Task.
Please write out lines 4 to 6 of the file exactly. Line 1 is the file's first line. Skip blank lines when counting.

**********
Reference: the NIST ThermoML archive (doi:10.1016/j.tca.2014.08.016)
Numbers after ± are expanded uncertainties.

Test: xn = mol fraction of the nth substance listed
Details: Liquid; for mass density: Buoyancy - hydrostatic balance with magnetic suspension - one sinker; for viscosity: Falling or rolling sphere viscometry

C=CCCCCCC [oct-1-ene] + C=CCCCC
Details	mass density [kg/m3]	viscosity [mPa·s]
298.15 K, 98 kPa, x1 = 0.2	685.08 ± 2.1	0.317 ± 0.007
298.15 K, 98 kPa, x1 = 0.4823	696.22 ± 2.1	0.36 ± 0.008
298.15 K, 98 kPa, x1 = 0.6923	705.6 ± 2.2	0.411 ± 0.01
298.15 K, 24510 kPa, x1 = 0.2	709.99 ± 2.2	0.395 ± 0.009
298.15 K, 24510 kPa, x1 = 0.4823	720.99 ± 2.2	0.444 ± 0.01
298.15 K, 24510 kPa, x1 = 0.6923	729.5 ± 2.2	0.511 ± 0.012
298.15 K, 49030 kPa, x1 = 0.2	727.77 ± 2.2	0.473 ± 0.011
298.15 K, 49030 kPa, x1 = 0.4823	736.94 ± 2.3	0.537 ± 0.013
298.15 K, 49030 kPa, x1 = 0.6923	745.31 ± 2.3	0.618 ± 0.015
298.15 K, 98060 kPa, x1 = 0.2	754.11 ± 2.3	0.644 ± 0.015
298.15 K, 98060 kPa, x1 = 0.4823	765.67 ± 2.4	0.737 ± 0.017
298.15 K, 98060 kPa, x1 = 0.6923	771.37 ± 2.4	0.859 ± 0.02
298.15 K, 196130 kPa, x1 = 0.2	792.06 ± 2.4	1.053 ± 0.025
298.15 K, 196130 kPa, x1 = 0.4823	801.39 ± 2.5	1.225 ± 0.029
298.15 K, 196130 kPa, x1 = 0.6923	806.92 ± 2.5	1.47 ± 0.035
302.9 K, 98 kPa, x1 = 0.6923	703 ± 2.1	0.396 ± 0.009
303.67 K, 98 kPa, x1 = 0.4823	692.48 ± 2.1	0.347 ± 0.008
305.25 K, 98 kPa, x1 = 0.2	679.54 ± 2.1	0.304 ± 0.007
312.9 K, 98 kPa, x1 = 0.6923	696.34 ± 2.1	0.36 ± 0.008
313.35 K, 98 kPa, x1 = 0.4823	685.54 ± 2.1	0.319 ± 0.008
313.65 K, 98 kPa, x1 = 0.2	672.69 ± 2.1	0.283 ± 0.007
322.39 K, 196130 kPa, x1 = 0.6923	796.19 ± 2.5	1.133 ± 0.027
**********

Details: Liquid; for mass density: Buoyancy - hydrostatic balance with magnetic suspension - one sinker; for viscosity: Falling or rolling sphere viscometry

C=CCCCCCC [oct-1-ene] + C=CCCCC
Details	mass density [kg/m3]	viscosity [mPa·s]